Self Talk: Bipolar Fine Art Mental Health Awareness Tapestry

Self Talk:  Bipolar Fine Art Tapestry by Jen Ten Art

Self-Talk:  Bipolar

Each individual panel represents an internal thought, feeling, or manifestation of manic self-talk.  Primary colors in fall hues convey the extremes of the season and weather like the turbulent changes of moods and mindsets of manic episodes.  A sweeping gust of wind in secondary colors stands for the actions resulting from manic self-talk.  92 beaded crystal leaves blow across the piece representing the estimated 9,268,074 people in the U.S.A. who have bipolar disorder.  Of those 92 leaves, 18 leaves are green representing the estimated 19.2% of adults with bipolar disorder who actually receive care.

Self-talk is something we do naturally.  It is that little voice in the head that is almost never quiet; our internal narrator.  Sometimes this voice is positive and sometimes not.  When a person is bipolar and experiencing a manic episode, this self-talk becomes extreme and can cause symptoms to become even more intense.  The positive/negative swings turn into a raging cycle of defeating actions.  Bipolar disorder sufferers may end up with exhausting emotional flip-flops that can have devastating consequences.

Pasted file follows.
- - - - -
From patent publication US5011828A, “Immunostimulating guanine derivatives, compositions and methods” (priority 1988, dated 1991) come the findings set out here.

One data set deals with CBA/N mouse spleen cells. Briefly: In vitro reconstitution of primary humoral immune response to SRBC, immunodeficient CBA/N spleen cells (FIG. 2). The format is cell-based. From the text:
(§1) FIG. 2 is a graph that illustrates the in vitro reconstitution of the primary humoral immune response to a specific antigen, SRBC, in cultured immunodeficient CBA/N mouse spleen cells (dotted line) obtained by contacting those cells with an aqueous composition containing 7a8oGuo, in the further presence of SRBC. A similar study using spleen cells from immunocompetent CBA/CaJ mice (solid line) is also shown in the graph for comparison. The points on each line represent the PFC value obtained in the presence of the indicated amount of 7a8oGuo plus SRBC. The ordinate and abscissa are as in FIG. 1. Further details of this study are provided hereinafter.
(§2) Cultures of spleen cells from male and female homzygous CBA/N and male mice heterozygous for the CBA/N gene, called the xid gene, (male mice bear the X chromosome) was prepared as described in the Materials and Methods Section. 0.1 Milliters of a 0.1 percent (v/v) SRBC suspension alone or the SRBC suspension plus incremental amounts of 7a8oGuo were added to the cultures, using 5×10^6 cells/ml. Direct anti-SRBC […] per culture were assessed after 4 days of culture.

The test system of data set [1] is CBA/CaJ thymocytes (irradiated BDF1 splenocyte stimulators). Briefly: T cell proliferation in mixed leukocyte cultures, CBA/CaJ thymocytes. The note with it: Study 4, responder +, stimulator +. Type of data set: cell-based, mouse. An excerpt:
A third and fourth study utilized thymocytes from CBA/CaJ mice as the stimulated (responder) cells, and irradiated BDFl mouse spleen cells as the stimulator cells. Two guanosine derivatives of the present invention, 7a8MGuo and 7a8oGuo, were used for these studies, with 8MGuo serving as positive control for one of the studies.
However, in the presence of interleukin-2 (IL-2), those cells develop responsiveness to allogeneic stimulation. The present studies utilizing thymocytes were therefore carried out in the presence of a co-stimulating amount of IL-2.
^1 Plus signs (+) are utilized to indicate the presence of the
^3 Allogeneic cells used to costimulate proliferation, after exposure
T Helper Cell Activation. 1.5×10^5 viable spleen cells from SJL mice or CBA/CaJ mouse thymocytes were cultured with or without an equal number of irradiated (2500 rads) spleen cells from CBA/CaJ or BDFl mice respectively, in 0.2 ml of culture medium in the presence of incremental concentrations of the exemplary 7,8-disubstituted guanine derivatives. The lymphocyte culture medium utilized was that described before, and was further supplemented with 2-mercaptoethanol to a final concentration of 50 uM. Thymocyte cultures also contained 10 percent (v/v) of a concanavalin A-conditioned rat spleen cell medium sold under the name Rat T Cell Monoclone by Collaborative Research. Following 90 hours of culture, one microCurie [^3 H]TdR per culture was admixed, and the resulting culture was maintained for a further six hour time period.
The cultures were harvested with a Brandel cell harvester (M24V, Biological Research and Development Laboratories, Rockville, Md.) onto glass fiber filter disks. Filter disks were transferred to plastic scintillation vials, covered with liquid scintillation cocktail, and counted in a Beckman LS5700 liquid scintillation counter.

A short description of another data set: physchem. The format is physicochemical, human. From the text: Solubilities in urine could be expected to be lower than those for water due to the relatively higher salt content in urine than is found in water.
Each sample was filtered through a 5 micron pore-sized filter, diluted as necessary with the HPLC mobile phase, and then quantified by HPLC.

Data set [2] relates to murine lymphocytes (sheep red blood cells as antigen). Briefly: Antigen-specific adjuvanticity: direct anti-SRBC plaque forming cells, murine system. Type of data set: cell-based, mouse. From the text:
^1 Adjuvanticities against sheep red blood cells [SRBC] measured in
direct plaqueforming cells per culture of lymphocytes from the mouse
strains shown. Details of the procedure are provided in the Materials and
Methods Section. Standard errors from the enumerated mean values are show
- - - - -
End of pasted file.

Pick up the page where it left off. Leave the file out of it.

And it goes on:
Jaded - Panel 1, Self Talk: Bipolar

Hopelessness - Panel 2, Self Talk: Bipolar

Critical Self Rumination - Panel 3, Self Talk: Bipolar

Volcanic Frustration - Panel 4, Self Talk: Bipolar

Maniacal Joy - Panel 5, Self Talk: Bipolar

Arrogant Action - Panel 6, Self Talk: Bipolar

Hysteria - Panel 7, Self Talk: Bipolar

Revulsion - Panel 8, Self Talk: Bipolar

Façade of Normality - Panel 9, Self Talk: Bipolar

Half double tapestry crochet 5.5 mm, acrylic and velvet yarns wrap around stretched over 10 inch by 20 inch canvas.  Brick stitch beaded 8mm plastic faceted crystal beads with 100% cotton thread, ribbon embroidery with acrylic yarn.

84cm x 180cm x 3cm
33in x 71in x 1.25in

(2.75ft x 5.9ft)

Data sourced from the National Institute of Mental Health